• Register
PhysicsOverflow is a next-generation academic platform for physicists and astronomers, including a community peer review system and a postgraduate-level discussion forum analogous to MathOverflow.

Welcome to PhysicsOverflow! PhysicsOverflow is an open platform for community peer review and graduate-level Physics discussion.

Please help promote PhysicsOverflow ads elsewhere if you like it.


New printer friendly PO pages!

Migration to Bielefeld University was successful!

Please vote for this year's PhysicsOverflow ads!

Please do help out in categorising submissions. Submit a paper to PhysicsOverflow!

... see more

Tools for paper authors

Submit paper
Claim Paper Authorship

Tools for SE users

Search User
Reclaim SE Account
Request Account Merger
Nativise imported posts
Claim post (deleted users)
Import SE post

Users whose questions have been imported from Physics Stack Exchange, Theoretical Physics Stack Exchange, or any other Stack Exchange site are kindly requested to reclaim their account and not to register as a new user.

Public \(\beta\) tools

Report a bug with a feature
Request a new functionality
404 page design
Send feedback


(propose a free ad)

Site Statistics

174 submissions , 137 unreviewed
4,308 questions , 1,640 unanswered
5,089 answers , 21,602 comments
1,470 users with positive rep
635 active unimported users
More ...

  Why is there an Euler density in SCFT $T_{\mu}^{\mu}$?

+ 2 like - 0 dislike

The super conformal field theories are above all conformal. Conformal theories are defined on flat space-times. Despite that, if one looks at the stress tensor trace of a SCFT in 4d you get a contribution from the field strength of the gauge sector and the Euler density, i.e. $$T_{\mu}^{\mu} \backsim F_{\mu \nu }^2 - a(R_{\mu \nu \rho \sigma})^2 + \text{other terms}$$ Where does this $R_{\mu \nu \rho \sigma}$ come from in a super-conformal field theory which, from what I know, it is defined in flat space-time? Why we call this $a$ "central charge" despite it looks like some coupling?

This post imported from StackExchange Physics at 2014-12-23 15:08 (UTC), posted by SE-user Marion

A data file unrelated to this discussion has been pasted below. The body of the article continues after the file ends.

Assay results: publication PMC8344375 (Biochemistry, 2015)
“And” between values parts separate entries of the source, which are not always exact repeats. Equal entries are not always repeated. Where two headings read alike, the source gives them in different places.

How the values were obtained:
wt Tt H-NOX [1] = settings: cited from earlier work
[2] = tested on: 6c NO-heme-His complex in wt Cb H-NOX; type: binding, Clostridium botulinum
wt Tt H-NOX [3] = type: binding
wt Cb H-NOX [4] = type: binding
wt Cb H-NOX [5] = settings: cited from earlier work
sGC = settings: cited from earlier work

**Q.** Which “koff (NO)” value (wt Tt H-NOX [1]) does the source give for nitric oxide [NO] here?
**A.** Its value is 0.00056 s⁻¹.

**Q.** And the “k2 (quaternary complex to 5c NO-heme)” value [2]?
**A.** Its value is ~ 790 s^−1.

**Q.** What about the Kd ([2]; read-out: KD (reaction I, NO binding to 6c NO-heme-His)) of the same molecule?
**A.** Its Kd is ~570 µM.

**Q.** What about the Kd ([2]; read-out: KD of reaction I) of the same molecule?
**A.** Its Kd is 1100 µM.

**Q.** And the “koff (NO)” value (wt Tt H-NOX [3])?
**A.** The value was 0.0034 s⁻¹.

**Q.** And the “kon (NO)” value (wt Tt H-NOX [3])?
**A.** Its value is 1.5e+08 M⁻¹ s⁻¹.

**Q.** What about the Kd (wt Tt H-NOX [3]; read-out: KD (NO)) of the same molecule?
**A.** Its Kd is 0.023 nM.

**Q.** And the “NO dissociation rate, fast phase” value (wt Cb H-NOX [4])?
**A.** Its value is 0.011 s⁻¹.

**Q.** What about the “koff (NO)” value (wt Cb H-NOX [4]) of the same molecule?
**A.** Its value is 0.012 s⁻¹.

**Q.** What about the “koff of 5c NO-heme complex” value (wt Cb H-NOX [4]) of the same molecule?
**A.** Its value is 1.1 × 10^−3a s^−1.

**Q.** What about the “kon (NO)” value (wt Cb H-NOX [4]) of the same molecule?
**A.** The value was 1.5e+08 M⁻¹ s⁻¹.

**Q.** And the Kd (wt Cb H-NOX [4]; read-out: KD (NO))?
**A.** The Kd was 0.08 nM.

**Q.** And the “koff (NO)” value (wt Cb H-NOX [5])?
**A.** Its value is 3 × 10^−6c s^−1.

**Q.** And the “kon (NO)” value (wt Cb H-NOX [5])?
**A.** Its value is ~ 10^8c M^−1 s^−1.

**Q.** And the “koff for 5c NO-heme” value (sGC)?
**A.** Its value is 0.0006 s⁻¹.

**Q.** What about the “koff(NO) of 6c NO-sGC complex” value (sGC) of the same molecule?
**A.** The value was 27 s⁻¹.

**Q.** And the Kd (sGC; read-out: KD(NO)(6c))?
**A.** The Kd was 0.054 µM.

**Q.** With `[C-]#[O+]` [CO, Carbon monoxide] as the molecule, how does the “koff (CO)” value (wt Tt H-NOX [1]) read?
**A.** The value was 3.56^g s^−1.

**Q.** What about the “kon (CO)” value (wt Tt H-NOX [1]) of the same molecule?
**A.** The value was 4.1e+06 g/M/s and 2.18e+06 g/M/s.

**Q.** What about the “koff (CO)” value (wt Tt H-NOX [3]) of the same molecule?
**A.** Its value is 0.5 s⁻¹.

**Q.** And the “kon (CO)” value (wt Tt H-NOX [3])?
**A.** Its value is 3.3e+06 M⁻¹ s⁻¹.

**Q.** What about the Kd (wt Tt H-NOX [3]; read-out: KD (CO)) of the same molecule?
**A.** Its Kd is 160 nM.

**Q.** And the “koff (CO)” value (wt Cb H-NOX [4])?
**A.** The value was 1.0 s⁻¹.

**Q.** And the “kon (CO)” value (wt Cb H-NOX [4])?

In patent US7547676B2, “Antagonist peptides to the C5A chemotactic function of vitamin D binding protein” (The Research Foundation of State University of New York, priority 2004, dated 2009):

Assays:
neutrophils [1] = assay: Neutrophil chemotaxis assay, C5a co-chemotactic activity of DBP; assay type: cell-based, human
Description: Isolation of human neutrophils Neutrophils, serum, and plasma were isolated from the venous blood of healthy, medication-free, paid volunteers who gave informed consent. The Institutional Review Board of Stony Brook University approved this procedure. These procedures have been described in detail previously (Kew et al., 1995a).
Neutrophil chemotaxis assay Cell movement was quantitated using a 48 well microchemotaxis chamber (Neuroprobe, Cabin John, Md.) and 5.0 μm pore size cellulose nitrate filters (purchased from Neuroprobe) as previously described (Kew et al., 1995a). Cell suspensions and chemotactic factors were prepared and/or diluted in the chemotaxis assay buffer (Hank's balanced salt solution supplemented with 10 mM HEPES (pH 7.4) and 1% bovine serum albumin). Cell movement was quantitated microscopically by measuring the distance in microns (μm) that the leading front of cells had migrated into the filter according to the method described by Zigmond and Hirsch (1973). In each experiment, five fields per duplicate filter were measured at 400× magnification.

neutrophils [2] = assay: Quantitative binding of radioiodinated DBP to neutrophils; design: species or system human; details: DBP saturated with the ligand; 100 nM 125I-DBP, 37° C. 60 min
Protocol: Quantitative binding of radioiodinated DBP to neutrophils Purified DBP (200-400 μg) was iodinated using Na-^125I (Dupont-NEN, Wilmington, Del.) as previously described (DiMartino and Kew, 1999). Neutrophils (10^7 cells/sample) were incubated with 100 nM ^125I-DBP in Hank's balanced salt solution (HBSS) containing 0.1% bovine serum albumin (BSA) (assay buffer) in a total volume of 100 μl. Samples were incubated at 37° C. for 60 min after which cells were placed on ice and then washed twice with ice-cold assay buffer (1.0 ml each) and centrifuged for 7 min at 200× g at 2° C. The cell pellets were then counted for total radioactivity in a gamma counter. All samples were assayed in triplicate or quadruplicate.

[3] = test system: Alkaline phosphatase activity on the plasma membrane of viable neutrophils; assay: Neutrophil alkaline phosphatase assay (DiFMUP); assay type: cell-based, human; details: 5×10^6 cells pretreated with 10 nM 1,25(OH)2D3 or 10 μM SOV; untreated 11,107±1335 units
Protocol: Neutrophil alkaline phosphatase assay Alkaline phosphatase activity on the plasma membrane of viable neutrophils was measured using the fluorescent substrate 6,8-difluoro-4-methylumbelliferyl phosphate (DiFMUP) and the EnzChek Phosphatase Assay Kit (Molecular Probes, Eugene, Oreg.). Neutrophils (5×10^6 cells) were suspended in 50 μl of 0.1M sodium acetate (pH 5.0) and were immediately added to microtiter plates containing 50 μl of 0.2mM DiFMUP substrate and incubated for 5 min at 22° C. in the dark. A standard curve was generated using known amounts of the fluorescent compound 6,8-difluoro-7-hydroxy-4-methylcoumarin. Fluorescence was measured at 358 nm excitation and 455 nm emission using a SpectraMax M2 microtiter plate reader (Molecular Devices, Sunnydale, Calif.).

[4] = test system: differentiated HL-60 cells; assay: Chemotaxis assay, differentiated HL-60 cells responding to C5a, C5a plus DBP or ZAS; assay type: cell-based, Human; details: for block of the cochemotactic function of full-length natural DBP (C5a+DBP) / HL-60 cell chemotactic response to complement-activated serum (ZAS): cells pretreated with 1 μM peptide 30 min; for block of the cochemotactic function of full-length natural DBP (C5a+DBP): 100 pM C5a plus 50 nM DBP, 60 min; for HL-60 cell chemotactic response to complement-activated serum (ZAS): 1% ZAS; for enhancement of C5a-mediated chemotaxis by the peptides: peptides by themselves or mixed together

asked Dec 23, 2014 in Theoretical Physics by Marion Edualdo (250 points) [ revision history ]
edited Dec 23, 2014 by conformal_gk

1 Answer

+ 3 like - 0 dislike

There is nothing wrong in putting a conformal field theory in a curved background as long as the conformal anomaly vanishes. A curved background is some Riemannian manifold $\mathcal{M}$ equipped with some metric $g$ from which one calculates both the Euler density and the Weyl tensor. Furthermore one can compute the trace Ward idenity which must vanish and finds that $\langle T_{\mu}^{\mu} \rangle \backsim aE + cW^2 +$ other terms. Check hep-th/9708042.

answered Dec 23, 2014 by conformal_gk (3,625 points) [ revision history ]

I wonder why nobody corrected me yet. Does the trace have to vanish? Hehe.

It s Christmas ... ;-) Hm I thought that the trace has to vanish for conformal invariance, whereas for just scale invariance to hold it is allowed to corrrspond to some kind of conserved current or something along these lines ...?
My impression is that the trace does not have to vanish as long as the background is not dynamical. If the trace vanishes then $a$ and $c$ are zero, right? Then does the $a$-theorem in 4d or the $c$-theorem in 2d hold? Of course if there is an anomaly the theory loses its conf. invariance.
Hm I have read somewhere that the quantities a or c correspond only in specific cases exactly to the anomaly would have to reconsider that ... Maybe @suresh knows?
$a$ and $c$ correspond to the central charges of the CFT (the corresponding QFT at a fixed point).

Please log in or register to answer this question.

user contributions licensed under cc by-sa 3.0 with attribution required

Your rights